Open data policies are prevailing nowadays. In particular, this type of policy greatly benefit VGI initiatives (OpenStreetMap and others) since they are based on the altruistic work of non-professional people. However, this type of information must be supported by data captured by the above-mentioned sensors, act-ing as the basis underpinnact-ing the rest of additional information. As a consequence, these types of data need to be provided by public authorities.

2.4 Ground truth and Volunteered Geographic Information


mentioned data is the definition the ground truth areas needed to “train” the algorithms and validate the results.

This is a need where synergies with VGI can be very fruitful, since volunteers can be an important source of ground truth, fo-cusing in those areas where they live and have detailed informa-tion.

2.5 Massive processing and Big Data

In the last years, major developments in all sensor types allow to apply algorithms and processes to the data much more sophisti-cated than the traditional ones. The drawbacks of these develop-ments are the download time as well as the needs for data storage, which grow exponentially as the number of available sensors in-crease. Many Terabytes need to be processed using much more demanding algorithms in terms of computing power.

This issue, referred to as “Big Data”, occurs in all science fields, in which has become mandatory to rapidly process big amounts of data. The most basic principle of Big Data is to invert the tradi-tional paradigm of downloading the raw data to a local computer and process it in the same location. The new paradigm is to up-load the required software or application to the location where the data is stored and make all the processing in that location, down-loading only the resulting dataset.

Several technologies have been developed to allow these pro-cesses: Virtualization allows processing in “virtual machines” (VMs), “hypervisors” that emulate a physical computer, in which an operating system can be installed and configured, together with all needed applications and libraries. VMs allow “overcom-mitment” by creating several VMs in one real machine (RM), with the sum of resources higher than that of the RM. This en-ables to make use of the “simultaneity coefficient” (in a given moment, many VMs will be not performing any processing) and hence, they will not consume any resource. These VMs can be cloned as many times as needed, with all software installed and configured, and made easily available to users on “marketplaces”.

Parallelization allows to use many machines (even thousands of them) to perform in a collaborative way a certain task, achiev-ing the result in a shorter time. Cloud computachiev-ing is based on the “collaboration” among several RMs forming a “cluster”. This allows to offer almost unlimitedly scalable IT services (storage, processing) without the user being owner or administrator of the hardware constituting such “cloud”. These technologies solve the issues of implementation, and allow creating “private clouds” in the facilities of a given organization, or “public clouds” in ma-chines of a cloud service provider that will only charge users for the storage and processing power actually used. In most cases this is much less expensive, than acquiring, administrating and main-taining an owned processing center. “Mixed clouds” can also be created that will only use external services in processing or sto-rage peaks.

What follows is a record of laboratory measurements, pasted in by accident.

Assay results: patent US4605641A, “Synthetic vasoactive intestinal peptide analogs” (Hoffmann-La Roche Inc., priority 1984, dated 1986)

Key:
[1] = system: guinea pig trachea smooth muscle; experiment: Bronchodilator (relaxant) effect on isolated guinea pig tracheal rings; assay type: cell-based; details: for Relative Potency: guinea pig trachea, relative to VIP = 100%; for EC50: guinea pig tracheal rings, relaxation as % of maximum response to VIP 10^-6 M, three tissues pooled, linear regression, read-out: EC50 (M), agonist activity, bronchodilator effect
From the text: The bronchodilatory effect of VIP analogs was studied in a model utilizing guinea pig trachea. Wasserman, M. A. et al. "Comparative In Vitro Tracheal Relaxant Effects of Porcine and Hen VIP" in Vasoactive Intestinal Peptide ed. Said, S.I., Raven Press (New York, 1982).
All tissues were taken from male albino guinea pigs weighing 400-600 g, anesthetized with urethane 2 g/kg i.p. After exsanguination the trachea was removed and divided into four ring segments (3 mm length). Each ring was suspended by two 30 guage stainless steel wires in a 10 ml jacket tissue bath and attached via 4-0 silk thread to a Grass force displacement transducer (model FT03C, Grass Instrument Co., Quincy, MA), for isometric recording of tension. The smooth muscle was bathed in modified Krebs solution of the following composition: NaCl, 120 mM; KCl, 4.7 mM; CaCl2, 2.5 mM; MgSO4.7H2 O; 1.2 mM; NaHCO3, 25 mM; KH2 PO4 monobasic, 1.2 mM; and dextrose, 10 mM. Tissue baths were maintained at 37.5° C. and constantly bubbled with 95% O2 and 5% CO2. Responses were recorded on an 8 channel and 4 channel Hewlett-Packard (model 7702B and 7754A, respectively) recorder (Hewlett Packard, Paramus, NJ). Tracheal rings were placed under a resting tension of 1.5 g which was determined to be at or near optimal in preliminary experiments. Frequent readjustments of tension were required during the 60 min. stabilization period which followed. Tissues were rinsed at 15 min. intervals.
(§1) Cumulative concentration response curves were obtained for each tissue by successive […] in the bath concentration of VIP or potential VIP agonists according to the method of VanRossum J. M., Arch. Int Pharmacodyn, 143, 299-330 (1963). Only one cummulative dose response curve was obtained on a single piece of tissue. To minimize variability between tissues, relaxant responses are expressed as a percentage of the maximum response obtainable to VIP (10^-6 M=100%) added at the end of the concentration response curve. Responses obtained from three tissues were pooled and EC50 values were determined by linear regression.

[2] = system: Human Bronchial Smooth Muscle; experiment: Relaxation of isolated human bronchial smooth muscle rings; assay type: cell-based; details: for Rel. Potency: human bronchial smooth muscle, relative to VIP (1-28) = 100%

3.1 Co-funding and institutional arrangements

In many cases, the costs of data capture cannot be covered by a single organization, given the high costs per square kilometer and the need of frequent updates. Besides, the investment would be difficult to justify for just one of the many applications of the data.

However, given the high number of potential applications (espe-cially when data is offered to all agents in a free and open way) if an inventory of the needs and requirements of all interested par-ties is done, followed by consolidation in a co-funded common project satisfying most of them, with proper technical specifica-tions, the cost-benefit ratio results greatly favorable. The invest-ment is then justified, resulting in great benefits for the society.

Adequate institutional arrangements have to be put in place to match the requirements and organize the co-funding.

3.2 United Nations Committee of Experts on Global Geospa-tial Information Management

United Nations initiative on Global Geospatial Information Man-agement (UN-GGIM, http://ggim.un.org) is a global initiative, launched in 2011, aiming at playing a leading role in setting the agenda for the development of global geospatial information and to promote its use to address key global challenges.